I returned to my cell after lunch. It was time for the Salat adh-Dhuhr.
I removed my shoes and washed my face, arms, feet and hands at the small sink. Then I carefully spread the bedsheet I used as a prayer rug on the cold concrete floor. I wrapped my head and neck in the veil we call a mayahfi,
stepped on the sheet that faced East and began to pray. While I was kneeling on the sheet, clutching the ninety-nine beads of the tasbih...
"Kasinga!" My neck jerked upward when I heard the sound of my name come crackling out through the prison intercom system.
"Kasinga! Attorney visit!"
So they were here. But I wanted to finish my prayers.Allau Akbar, Allau Akbar, Allau Akbar--
I stood up, unwrapped my mayahfi,
slowly laced my sneakers, and stepped onto the ramp outside my cell. Upper tier in B pod, maximum security, York County Correctional Facility in Pennsylvania--this was where I lived.
Down below me I could see the dayroom, a small, barren space with metal tables and stools bolted to the floor. Inmates in blue uniforms passed their time aimlessly, watching TV, playing cards, talking, and staring into space. I slowly made my way along the ramp to the stairway and down the stairs. The guard in the booth tried to hurry me along by shouting my name repeatedly over the loudspeaker, but I wouldn't be rushed. I was still reciting my prayers. I had learned that prayer was what kept me going, enabling me to see beyond the grim gray walls of this place I was forced to call home.
By the time I reached the door to the hall, it had been opened from the control booth. A guard stood waiting in the doorway. She waved me through. "Let's go, let's go!" We turned right and walked a few paces to a doorway. "In here," she said, motioning me into a small meeting room with four metal chairs and a metal table against the far wall. "Wait here," she said, closing the door behind her. I walked to the chair nearest the table, sat down, and waited for my visitors.
It was Saturday afternoon, February 10, 1996, my fourteenth month in prison, six weeks after my nineteenth birthday.
Back home in Togo, when my father was still alive and our family was still together in my father's house, my mother would fast on my birthday. She fasted on all her children's birthdays to thank Allah for keeping us well. Where was my mother now? Had she remembered to fast on my birthday this year? I hadn't seen her in almost three years, since my father's sister, Hajia Mamoud, evicted her from our house, four months and ten days after my father's death.
It was because of Hajia Mamoud and my father's brother, Malam Mouhamadou, that I was now thousands of miles away from everything and everyone I loved. When my father died, Malam Mouhamadou became my legal guardian. He and Hajia Mamoud sold me into marriage to a man almost thirty years my senior who already had three wives. This man wanted my woman parts cut off before taking me as his wife. It is a traditional practice in my tribe, which we call kakia.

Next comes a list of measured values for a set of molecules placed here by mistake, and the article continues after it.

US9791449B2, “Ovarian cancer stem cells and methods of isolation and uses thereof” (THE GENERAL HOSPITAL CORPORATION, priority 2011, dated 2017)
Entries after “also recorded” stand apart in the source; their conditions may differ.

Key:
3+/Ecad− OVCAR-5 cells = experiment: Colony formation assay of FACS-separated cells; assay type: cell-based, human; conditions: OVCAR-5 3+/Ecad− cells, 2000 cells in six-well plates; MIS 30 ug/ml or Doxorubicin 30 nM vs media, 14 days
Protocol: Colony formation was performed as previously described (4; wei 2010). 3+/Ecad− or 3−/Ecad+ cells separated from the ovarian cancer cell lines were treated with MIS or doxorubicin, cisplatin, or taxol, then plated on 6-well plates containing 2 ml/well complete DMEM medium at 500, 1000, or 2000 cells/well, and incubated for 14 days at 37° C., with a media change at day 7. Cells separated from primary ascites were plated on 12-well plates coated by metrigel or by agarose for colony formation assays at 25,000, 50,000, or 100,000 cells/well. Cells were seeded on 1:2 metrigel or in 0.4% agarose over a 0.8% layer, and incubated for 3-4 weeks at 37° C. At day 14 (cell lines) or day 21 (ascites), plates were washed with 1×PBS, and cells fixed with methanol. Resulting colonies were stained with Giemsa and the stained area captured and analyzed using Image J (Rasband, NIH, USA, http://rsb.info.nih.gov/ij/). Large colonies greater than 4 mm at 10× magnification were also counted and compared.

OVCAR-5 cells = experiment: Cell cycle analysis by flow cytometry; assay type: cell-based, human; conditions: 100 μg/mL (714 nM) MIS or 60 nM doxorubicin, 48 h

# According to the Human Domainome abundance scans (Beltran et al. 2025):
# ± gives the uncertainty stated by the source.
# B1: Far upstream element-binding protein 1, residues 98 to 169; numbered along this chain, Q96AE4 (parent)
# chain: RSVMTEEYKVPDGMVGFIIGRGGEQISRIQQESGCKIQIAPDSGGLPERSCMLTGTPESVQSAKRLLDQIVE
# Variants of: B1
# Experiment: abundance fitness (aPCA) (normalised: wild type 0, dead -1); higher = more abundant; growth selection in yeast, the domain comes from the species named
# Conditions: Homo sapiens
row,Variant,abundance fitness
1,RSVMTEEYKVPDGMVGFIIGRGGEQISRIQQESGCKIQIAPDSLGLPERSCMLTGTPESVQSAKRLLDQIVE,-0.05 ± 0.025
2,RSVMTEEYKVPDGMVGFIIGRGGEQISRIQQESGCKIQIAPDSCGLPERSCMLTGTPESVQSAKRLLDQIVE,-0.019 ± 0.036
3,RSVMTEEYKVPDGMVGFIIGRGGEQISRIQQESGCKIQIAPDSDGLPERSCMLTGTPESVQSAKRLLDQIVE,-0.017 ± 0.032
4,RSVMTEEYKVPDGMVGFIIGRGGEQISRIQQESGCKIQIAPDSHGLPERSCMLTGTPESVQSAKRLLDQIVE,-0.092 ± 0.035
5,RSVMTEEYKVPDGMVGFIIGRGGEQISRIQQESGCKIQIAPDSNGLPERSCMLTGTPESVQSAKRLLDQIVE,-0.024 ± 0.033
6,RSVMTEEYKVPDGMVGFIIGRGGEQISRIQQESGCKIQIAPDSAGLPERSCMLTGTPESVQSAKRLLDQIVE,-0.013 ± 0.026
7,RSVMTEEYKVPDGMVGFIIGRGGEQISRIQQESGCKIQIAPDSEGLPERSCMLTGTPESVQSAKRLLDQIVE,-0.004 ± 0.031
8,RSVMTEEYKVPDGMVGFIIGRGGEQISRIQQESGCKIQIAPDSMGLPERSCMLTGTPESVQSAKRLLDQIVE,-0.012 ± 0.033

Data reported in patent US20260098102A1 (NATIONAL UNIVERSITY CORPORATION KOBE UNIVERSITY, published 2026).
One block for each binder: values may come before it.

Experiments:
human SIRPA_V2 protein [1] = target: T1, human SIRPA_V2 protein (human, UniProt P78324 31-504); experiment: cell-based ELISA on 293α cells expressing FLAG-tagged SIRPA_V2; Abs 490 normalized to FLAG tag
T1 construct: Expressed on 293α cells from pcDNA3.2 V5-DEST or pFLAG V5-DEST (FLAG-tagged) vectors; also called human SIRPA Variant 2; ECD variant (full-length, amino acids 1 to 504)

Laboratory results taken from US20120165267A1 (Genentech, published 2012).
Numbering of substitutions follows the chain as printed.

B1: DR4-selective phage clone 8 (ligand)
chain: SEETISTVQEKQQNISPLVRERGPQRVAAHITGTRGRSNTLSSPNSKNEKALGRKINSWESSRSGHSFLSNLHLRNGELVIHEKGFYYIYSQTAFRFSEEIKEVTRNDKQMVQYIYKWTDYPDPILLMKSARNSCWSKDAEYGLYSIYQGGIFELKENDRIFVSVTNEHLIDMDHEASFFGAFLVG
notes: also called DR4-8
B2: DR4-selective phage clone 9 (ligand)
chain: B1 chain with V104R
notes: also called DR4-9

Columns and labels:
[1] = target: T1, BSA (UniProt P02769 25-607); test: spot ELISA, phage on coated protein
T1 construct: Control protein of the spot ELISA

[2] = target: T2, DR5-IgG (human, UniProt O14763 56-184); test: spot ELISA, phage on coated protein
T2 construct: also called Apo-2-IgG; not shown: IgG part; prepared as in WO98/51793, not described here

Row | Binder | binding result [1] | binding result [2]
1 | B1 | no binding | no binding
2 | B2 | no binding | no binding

Most people call it female circumcision. But that doesn't really describe what kakia
is. Since I've been in this country, I've heard people refer to kakia
as female genital mutilation. Mutilation. Yes, that's the right name.
Traditional though my father was, he had opposed this practice, so my older sisters were spared. But I was the youngest of the five girls, and after my father's death there was no one to protect me. When my aunt told me she had arranged my marriage and that I was to be cut, I was terrified because I had known girls who had died from having it done. My mother's own sister had died from it, and I'd heard my parents speak of this event with horror. But my "husband," like most men in our tribe, wanted me to be cut so that I would be "clean" for him. So my aunt had arranged for the women who do it to come to our house.
I've heard that during the procedure, four women spread your legs wide apart and hold you down so that you can't move. And then, the eldest woman takes a knife that is used to cut hair and scrapes your woman parts off. There are no painkillers, no anesthesia. The knife isn't sterilized. Afterward, the women wrap your legs from your hips to your knees and you have to stay in bed for forty days so the wound can close. After the forty days, you are "reborn" for your husband, and delivered to his house to begin your new life as his wife.
This would have happened to me had I stayed in Togo. It happens every day to girls all over the world. But with the help of my oldest sister and money from my mother, I ran away, far from my home, my family, and my country. Eventually I made it to America where I thought I'd be taken in, where I thought I would be safe. But instead of finding safety, I'd found a jail cell--or actually a series of cells. I was now in my fourth prison. I had been beaten, teargassed, kept in isolation until I nearly lost my mind, trussed up in chains like a dangerous animal, strip-searched repeatedly, and forced to live with criminals, even murderers.
Why? I had committed no crime and was a danger to no one. I was only a nineteen-year-old girl from Togo who desperately needed help. I was a refugee seeking asylum, not a convicted criminal. I kept asking myself, why is this happening to me? My teachers in Africa said that America was a great country. It was the land of freedom, where people were supposed to find justice. But I was delivered to a dark corner of America where there was no justice. There was only cruelty, danger, and indifference.